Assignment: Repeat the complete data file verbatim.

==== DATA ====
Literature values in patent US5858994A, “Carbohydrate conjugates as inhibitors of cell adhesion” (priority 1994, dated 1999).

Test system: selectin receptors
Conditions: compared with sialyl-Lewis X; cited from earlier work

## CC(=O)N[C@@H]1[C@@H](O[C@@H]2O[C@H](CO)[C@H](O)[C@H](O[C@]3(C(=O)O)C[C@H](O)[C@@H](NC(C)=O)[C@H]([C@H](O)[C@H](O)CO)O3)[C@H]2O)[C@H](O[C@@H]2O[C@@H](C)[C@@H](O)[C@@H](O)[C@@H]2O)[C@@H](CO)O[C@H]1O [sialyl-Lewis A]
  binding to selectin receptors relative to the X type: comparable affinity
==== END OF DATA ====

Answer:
Literature values in patent US5858994A, “Carbohydrate conjugates as inhibitors of cell adhesion” (priority 1994, dated 1999).

Test system: selectin receptors
Conditions: compared with sialyl-Lewis X; cited from earlier work

## CC(=O)N[C@@H]1[C@@H](O[C@@H]2O[C@H](CO)[C@H](O)[C@H](O[C@]3(C(=O)O)C[C@H](O)[C@@H](NC(C)=O)[C@H]([C@H](O)[C@H](O)CO)O3)[C@H]2O)[C@H](O[C@@H]2O[C@@H](C)[C@@H](O)[C@@H](O)[C@@H]2O)[C@@H](CO)O[C@H]1O [sialyl-Lewis A]
  binding to selectin receptors relative to the X type: comparable affinity